3. Johnson & Johnson

Johnson & Johnson is moving past patent losses with new launches. Meanwhile, immunology blockbuster Stelara is now the company's bestselling medicine. (Wikimedia Commons)

Johnson & Johnson
Estimated 2026 sales:
$54.6 billion
2019 sales: $42.4 billion
2019-26 CAGR: 3.75%

Johnson & Johnson has made some big bets in its pharmaceuticals business, and thanks to new launches and label expansions, its executives aren't the only ones predicting growth in the years ahead. Sales increases will push the company to more than $54 billion in sales by 2026, Evaluate predicts, good enough for a top 3 spot worldwide.

Back in 2018, J&J execs said new launches would fuel “above-market” growth through 2021, and they have echoed that sentiment several times since. Looking forward, Evaluate predicts the company will post 3.75% annual growth to 2026, which is higher than all but four companies in the organization's top 15 rankings by 2026 sales. It beats everyone besides Bristol Myers Squibb, AstraZeneca, Novo Nordisk and Eli Lilly.

J&J’s pharma business turned in $42.2 billion last year, making it by far the largest division at the global healthcare company. Consumer health turned in $13.9 billion, while medical devices generated $26 billion.

And the pharma group wasn't just the largest by sales last year; it also posted the strongest revenue increase at 5.8%. In 2018, pharma posted 11.8% growth versus the prior year. 

RELATED: Johnson & Johnson executives say new launches and label expansions will fuel 'above-market' growth through 2021 

Within the pharmaceuticals group, oncology has been a strong growth driver. In 2019, the franchise's revenues increased 11.9% operationally to $10.7 billion. In that group, Darzalex, Imbruvica and Zytiga are all blockbusters, although Zytiga is now facing off against U.S. copycats.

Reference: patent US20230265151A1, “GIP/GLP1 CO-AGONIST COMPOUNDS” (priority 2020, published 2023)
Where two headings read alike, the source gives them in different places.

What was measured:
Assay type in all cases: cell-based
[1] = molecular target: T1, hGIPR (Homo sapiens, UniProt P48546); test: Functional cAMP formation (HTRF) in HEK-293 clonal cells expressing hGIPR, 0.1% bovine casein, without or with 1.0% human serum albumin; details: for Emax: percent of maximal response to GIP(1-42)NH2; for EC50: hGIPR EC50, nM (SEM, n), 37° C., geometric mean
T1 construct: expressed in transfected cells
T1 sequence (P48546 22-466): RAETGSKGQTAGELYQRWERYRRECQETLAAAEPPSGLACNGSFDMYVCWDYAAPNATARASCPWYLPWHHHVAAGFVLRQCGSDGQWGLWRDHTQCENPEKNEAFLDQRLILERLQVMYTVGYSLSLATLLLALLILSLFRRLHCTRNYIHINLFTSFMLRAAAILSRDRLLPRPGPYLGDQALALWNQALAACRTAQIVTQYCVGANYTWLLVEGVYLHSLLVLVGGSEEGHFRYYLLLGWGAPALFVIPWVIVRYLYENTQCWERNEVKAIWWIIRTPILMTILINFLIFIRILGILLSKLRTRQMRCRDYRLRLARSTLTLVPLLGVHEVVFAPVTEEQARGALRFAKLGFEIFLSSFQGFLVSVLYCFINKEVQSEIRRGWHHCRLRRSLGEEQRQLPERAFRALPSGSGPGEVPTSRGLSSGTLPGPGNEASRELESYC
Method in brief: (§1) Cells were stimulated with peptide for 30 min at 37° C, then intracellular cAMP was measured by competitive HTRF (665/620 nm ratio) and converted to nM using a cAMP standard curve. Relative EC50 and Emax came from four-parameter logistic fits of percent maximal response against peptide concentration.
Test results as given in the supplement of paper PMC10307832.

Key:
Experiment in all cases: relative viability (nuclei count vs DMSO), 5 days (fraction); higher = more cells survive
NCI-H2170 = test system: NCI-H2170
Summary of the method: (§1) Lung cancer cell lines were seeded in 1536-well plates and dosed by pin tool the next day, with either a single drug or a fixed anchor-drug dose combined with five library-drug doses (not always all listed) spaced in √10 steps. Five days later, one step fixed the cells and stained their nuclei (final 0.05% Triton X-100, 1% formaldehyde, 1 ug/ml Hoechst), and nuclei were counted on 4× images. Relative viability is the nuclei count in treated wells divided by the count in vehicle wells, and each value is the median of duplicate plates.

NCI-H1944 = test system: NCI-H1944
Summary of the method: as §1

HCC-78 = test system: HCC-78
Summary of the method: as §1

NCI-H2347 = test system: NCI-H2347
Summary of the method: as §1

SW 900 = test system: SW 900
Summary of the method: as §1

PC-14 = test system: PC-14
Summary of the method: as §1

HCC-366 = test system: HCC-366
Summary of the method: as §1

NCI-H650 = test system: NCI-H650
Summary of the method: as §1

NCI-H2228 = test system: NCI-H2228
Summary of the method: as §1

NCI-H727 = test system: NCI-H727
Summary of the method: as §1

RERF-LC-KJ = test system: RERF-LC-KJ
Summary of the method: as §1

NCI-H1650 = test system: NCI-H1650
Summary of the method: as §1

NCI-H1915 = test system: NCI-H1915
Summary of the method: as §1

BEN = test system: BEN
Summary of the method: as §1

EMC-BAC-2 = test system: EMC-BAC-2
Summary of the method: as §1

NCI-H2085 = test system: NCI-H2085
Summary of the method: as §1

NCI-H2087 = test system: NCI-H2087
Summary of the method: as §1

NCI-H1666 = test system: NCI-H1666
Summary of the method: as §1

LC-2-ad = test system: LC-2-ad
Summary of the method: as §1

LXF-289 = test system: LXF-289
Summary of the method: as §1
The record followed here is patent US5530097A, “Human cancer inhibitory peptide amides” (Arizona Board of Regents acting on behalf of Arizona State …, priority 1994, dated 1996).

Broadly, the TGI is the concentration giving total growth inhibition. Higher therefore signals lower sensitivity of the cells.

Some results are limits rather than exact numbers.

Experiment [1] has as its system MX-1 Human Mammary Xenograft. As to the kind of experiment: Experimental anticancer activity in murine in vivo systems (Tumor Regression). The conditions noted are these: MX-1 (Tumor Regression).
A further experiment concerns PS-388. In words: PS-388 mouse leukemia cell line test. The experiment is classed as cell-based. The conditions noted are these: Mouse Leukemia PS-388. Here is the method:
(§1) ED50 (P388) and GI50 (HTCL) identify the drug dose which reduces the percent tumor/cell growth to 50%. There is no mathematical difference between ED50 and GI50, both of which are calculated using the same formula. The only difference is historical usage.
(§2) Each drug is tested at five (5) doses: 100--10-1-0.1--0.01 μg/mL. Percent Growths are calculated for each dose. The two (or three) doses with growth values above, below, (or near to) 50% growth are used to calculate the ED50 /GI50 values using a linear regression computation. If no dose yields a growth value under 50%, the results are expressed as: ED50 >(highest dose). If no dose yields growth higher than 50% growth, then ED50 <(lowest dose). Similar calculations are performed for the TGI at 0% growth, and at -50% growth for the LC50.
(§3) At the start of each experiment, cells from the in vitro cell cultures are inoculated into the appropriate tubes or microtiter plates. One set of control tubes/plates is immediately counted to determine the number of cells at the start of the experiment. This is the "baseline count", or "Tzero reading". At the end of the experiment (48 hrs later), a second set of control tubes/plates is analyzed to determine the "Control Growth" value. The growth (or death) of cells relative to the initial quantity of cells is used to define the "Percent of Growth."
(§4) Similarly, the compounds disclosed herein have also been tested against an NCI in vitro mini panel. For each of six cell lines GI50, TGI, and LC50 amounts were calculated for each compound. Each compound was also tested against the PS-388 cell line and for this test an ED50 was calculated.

Aside from oncology, J&J’s immunology unit generated nearly $14 billion in 2019, a 7.9% increase from the prior year. Stelara, a 2009 launch, is now the company’s bestselling medicine, pulling in $6.3 billion last year. J&J's neuroscience franchise generated $6.3 billion, a 6.6% increase, while sales for cardiovascular, metabolic and other meds came in at $5.2 billion, a 9.7% decrease.

The company is riding strong momentum for some of its blockbusters, but execs see more opportunity in the company's late-stage pipeline. In 2020, the company could see potential label expansions for Zytiga follow-up Erleada, depression nasal spray Spravato, blood cancer fighter Imbruvica, psoriasis therapy Tremfya, cancer therapy Darzalex and diabetes med Invokana, according to an investor presentation.

The company just scored a new approval for its Ebola vaccine in Europe as well, and it could nab an EU nod for HIV drug rilpivrine by year's end, too.

Within J&J's pipeline, the company's "hematology franchise and its therapeutics business, in general, are both underappreciated," Cantor Fitzgerald analyst Louise Chen wrote in a note to clients last month. Her team hosted a conference call with experts after the American Society of Clinical Oncology's virtual meeting, and they spotlighted JNJ-4528, a CAR-T therapy for multiple myeloma, as well as teclistamab, a bispecific antibody in relapsed or refractory multiple myeloma, among promising candidates. 

The company has late-stage neuroscience candidates ponesimod and paliperidone palmitate, as well, among several others in its pipeline. The Cantor team rated J&J among its top picks earlier this year, citing a “leading pharma business that is well-positioned to drive above-market growth” in 2020 and beyond.  

3. Johnson & Johnson